Acanthus is a genus of about 30 species of flowering plants in the family Acanthaceae, native to tropical and warm temperate regions, with the highest species diversity in the Mediterranean Basin and Asia. Common names include Acanthus and Bear's breeches. The generic name derives from the Greek term for the Acanthus mollis, ἄκανθος, akanthos, a plant that was commonly imitated in Corinthian capitals.
The genus comprises herbaceous perennial plants, rarely subshrubs, with spiny leaves and flower spikes bearing white or purplish flowers. Size varies from 0.4 to 2 m (1.3 to 6.6 ft) in height.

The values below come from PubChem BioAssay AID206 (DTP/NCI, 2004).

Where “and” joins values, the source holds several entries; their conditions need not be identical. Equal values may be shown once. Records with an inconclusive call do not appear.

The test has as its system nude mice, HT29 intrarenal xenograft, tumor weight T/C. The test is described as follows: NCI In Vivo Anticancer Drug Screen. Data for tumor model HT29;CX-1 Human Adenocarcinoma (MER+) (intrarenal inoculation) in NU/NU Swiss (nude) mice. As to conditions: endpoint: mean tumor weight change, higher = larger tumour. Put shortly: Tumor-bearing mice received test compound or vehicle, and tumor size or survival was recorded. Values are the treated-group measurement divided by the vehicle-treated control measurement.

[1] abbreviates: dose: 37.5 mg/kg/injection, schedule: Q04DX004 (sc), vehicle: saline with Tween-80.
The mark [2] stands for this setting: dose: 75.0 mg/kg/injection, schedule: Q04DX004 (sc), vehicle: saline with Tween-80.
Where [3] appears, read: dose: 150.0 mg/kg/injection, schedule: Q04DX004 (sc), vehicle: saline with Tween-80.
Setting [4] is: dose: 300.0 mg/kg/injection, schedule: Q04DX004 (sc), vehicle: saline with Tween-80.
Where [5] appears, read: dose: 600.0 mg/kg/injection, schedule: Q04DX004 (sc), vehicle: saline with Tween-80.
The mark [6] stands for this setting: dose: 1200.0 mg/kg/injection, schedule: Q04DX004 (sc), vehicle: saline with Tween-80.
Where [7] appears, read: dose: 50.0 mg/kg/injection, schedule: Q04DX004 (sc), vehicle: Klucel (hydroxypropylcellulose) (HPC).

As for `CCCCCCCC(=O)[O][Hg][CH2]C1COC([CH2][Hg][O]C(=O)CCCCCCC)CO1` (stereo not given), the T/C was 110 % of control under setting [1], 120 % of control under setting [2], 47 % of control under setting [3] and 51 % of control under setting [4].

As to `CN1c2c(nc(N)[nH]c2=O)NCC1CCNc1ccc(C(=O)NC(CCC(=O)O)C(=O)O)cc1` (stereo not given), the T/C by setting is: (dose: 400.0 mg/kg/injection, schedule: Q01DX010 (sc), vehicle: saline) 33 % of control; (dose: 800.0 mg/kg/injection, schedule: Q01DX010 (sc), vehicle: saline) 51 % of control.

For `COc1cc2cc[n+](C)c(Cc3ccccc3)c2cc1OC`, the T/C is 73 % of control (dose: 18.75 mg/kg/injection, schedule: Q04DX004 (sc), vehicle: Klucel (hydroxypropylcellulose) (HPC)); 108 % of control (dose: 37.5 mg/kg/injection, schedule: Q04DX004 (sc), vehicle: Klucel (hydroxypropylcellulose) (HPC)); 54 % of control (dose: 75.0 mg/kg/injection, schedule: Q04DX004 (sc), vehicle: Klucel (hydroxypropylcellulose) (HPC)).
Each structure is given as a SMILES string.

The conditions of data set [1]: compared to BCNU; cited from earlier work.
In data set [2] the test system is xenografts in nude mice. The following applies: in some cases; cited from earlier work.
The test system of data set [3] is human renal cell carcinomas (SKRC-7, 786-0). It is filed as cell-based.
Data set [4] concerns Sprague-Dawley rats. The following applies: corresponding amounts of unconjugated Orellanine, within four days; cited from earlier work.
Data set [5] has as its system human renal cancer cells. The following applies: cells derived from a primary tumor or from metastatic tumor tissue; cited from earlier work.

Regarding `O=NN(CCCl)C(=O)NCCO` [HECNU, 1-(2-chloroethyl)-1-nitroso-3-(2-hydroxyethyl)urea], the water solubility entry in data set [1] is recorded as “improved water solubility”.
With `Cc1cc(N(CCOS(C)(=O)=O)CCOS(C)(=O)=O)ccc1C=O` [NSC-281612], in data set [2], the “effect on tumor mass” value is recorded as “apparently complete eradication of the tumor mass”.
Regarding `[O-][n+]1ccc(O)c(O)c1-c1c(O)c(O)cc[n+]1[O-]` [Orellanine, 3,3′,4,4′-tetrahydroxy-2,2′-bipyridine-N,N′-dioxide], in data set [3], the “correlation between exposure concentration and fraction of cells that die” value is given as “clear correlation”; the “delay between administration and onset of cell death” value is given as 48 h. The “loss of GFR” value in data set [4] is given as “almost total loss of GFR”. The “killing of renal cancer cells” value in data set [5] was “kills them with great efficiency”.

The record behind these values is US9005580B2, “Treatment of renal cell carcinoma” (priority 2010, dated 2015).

Cultivation and uses
Several species, especially A. balcanicus, A. spinosus and A. mollis, are grown as ornamental plants.
Acanthus leaves were the aesthetic basis for capitals in the Corinthian order of architecture; see acanthus (ornament).
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Chisholm, Hugh, ed. (1911). "Acanthus". Encyclopædia Britannica (11th ed.). Cambridge University Press.